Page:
Inventor Sheet Metal: Alternative Applications
I was happy to see Autodesk add a few nice features to Inventor’s Sheet Metal environment this year. However, I find myself still struggling with the software in many ways. Industry-specific applications, such as airframe design, require numerous workarounds to complete daily tasks. I hoped that a walkthrough of some of these might help others get a feel for things that they can try in their own work.
Figure 1: Multi-body sheet metal part
Multi-Body Sheet Metal Design
The introduction of multi-body design in Autodesk Inventor® sheet metal is huge. It allows users to create sheet metal structures within the context of a group, making fit and fasteners a less cumbersome affair.
Writing the parts and assembly out is automated the same way it is for standard solid bodies; just look for the “New Body” button in specific dialog boxes.
Stretched and Curved Flanges
Attached to this bulkhead is a two-part curved seal mount and stiffener, half of which is shown in Figure 1. In most applications this type of flange would be tabbed, braked, and stretched (see Figure 10). This seal mound also acts as a free-standing stiffener and as a result, really needs to be built as depicted. That is, until I find a better plan.
Figure 2: Using Contour Roll to create the curved flange.
In this case, we need to use the Contour Roll function in Inventor. Here I created the flanges’ “L-shaped” sketch profile upon an origin plane and constrained the profile to the existing bulkhead cross section using the Project Cut Edges function.
Using Contour Roll, I selected:
- Profile – the L-shaped sketch profile
- Axis – the circular face from the cutout in the bulkhead body
- Solid – New Body function
- Rolled Angle – 180°: I need this seal to mate with its opposing counterpart. In most cases, however, we’d need another sketch and parameters to drive this build accurately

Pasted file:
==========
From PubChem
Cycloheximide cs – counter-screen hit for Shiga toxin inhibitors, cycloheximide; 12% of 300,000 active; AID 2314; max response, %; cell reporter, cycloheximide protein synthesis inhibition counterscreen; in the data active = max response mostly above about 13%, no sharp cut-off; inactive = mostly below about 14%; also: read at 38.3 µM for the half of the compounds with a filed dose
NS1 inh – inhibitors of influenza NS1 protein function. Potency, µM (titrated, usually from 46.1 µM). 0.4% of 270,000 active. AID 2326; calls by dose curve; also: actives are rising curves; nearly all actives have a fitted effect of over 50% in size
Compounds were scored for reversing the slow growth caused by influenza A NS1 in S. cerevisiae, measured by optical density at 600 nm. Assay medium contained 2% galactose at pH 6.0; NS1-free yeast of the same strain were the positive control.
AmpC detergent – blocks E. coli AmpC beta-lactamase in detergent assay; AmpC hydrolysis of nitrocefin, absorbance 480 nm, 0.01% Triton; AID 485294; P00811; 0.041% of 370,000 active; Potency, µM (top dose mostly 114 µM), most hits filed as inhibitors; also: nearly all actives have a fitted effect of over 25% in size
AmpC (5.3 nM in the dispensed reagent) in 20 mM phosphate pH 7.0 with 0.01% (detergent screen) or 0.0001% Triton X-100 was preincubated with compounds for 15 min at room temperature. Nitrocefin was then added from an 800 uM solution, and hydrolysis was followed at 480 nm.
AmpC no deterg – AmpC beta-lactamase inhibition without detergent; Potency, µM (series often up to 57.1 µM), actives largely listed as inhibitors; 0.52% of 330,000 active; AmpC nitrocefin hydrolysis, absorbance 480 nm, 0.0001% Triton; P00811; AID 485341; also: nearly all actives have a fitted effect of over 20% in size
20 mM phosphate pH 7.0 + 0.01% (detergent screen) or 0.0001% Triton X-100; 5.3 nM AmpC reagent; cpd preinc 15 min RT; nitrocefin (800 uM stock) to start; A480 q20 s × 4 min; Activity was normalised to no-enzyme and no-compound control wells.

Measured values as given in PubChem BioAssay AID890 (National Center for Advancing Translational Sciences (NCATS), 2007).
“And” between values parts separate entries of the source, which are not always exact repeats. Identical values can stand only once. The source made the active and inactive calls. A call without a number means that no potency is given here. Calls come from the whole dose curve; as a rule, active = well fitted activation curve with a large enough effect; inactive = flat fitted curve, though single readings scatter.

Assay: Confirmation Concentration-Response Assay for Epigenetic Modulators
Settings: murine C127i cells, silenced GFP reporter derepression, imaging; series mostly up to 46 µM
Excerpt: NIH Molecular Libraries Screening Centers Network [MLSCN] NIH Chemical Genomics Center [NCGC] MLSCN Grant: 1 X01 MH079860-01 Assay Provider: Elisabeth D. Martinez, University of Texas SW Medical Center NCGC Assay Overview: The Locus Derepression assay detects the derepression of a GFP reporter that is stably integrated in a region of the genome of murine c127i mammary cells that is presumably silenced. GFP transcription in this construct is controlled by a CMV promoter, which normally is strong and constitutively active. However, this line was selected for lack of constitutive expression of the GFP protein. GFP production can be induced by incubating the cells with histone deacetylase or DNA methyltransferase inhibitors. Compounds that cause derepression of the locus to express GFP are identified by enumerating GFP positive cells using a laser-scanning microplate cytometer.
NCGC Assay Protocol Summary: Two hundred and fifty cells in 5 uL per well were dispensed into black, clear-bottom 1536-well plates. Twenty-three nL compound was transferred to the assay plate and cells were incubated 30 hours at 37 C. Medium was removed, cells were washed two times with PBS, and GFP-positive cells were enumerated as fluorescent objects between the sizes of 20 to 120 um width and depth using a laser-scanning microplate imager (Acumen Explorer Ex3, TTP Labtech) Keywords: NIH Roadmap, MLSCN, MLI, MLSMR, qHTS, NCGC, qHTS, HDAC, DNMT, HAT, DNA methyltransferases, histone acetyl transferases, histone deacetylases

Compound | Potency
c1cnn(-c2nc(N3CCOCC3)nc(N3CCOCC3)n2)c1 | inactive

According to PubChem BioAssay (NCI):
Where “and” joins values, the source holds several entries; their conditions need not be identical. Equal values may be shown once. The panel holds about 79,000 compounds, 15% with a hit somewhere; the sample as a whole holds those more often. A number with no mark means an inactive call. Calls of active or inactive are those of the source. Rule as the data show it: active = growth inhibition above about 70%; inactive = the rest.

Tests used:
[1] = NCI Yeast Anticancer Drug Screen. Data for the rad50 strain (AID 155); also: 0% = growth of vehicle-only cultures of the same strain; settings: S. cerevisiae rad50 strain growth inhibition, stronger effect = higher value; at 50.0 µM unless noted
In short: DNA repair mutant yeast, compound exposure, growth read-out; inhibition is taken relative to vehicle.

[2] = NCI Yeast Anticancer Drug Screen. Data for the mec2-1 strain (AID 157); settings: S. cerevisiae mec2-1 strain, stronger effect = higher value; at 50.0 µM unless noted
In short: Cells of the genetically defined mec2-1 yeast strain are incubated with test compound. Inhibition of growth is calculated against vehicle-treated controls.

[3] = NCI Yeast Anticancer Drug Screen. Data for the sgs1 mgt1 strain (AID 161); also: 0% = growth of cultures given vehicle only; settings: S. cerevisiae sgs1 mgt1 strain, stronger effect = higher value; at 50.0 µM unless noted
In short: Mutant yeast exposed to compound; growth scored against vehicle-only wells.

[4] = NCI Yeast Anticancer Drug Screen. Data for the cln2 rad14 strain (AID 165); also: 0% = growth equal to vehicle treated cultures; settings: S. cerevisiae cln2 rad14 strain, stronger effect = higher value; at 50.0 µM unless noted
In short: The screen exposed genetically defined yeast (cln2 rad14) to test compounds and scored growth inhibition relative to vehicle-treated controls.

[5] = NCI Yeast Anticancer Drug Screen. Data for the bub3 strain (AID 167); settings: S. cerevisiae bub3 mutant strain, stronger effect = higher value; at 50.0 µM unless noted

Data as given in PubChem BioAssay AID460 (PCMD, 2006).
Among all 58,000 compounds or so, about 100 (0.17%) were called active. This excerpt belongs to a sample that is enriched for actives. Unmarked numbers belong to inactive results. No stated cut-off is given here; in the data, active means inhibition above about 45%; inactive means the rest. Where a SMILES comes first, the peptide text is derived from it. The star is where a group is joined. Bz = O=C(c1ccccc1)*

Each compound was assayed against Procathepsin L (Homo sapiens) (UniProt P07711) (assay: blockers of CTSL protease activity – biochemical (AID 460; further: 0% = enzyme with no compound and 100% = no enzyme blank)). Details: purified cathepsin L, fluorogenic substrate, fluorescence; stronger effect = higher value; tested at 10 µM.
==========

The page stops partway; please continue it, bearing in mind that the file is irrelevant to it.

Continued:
Tip: By default, Contour Roll will apply a bend radius wherever it encounters a vertex in the profile geometry. This is awesome and eliminates the need to develop the curves in the sketch. This behavior is controlled by the Bend Radius pull-down in the lower right-hand area of the dialog.
Does this odd structure work in a flat pattern? YES! It works just like braking the flange and running it through a stretcher—just like we’d make it in the shop.
Partial Flanges and the End Tabs
This was painful. Actually if I were being fair and honest I should say really painful. There is no doubt that this functionality is only meant for electrical boxes and further development has not been completed.
Short Flanges and Tabs
The first flange I needed was a bit unorthodox. I wanted to take the fastener away from the inner seal ring area and add a Flange feature on the backside that allows the structure halves to be riveted together.
- Edges – the short straight edge of the existing flange
- Width Extents – Width option
- Minimum Remnant (Bend) – 0”
Inventor really didn’t have much problem with this because it appears similar to a punched-out, bent tab. The trick to developing it in this application is twofold.
Figure 3: The Flange settings; notice the Width Extents options.
First we need to use either the Offset or Width functions hidden in the Width Extents area. This is rolled up by default and can be exposed by picking the chevron at the lower right area of the Flange dialog box.
Figure 4: The tabbed flange.
In this case I used the Width option with a dimension that provided sufficient edge clearance for a rivet, with no offset from the far edge.
This bugger, if left unevaluated, will drive you nuts. Minimum Remnant is the minimum length of material along an edge that is being affected by the flange operation. This amount can be almost anything. However, if left too large, Inventor will not permit the relief slot to execute. It will build the flange with a very unfortunate tear treatment. Somehow this seems like the wrong behavior if you have specified a non-tear Bend Relief Shape.
Tip: using 0” Minimum Remnant will give you the greatest flexibility in workarounds, but will allow Inventor to create some geometries than can’t be built with conventional tools. I caution you to check your work thoroughly.
Full Flanges and Corners